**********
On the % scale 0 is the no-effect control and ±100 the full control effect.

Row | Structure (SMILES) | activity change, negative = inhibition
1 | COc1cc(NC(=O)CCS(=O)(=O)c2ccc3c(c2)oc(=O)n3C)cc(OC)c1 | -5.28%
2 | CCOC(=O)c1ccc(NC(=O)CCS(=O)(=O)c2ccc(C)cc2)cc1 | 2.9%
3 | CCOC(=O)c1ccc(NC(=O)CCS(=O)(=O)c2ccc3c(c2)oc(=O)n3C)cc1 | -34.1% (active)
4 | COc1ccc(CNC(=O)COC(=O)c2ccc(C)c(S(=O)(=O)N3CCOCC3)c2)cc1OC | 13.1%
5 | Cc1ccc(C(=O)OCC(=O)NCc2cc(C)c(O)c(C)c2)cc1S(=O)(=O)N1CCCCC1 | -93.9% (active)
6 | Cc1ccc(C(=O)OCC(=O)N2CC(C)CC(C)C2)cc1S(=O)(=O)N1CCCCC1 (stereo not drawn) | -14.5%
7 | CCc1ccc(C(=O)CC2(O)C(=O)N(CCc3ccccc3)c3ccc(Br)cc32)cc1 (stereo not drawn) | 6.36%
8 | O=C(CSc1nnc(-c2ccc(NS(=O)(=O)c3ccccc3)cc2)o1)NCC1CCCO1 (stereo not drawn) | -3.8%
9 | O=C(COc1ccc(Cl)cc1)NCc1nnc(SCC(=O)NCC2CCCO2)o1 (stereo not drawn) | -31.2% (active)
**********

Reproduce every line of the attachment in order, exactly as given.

On the % scale 0 is the no-effect control and ±100 the full control effect.

Row | Structure (SMILES) | activity change, negative = inhibition
1 | COc1cc(NC(=O)CCS(=O)(=O)c2ccc3c(c2)oc(=O)n3C)cc(OC)c1 | -5.28%
2 | CCOC(=O)c1ccc(NC(=O)CCS(=O)(=O)c2ccc(C)cc2)cc1 | 2.9%
3 | CCOC(=O)c1ccc(NC(=O)CCS(=O)(=O)c2ccc3c(c2)oc(=O)n3C)cc1 | -34.1% (active)
4 | COc1ccc(CNC(=O)COC(=O)c2ccc(C)c(S(=O)(=O)N3CCOCC3)c2)cc1OC | 13.1%
5 | Cc1ccc(C(=O)OCC(=O)NCc2cc(C)c(O)c(C)c2)cc1S(=O)(=O)N1CCCCC1 | -93.9% (active)
6 | Cc1ccc(C(=O)OCC(=O)N2CC(C)CC(C)C2)cc1S(=O)(=O)N1CCCCC1 (stereo not drawn) | -14.5%
7 | CCc1ccc(C(=O)CC2(O)C(=O)N(CCc3ccccc3)c3ccc(Br)cc32)cc1 (stereo not drawn) | 6.36%
8 | O=C(CSc1nnc(-c2ccc(NS(=O)(=O)c3ccccc3)cc2)o1)NCC1CCCO1 (stereo not drawn) | -3.8%
9 | O=C(COc1ccc(Cl)cc1)NCc1nnc(SCC(=O)NCC2CCCO2)o1 (stereo not drawn) | -31.2% (active)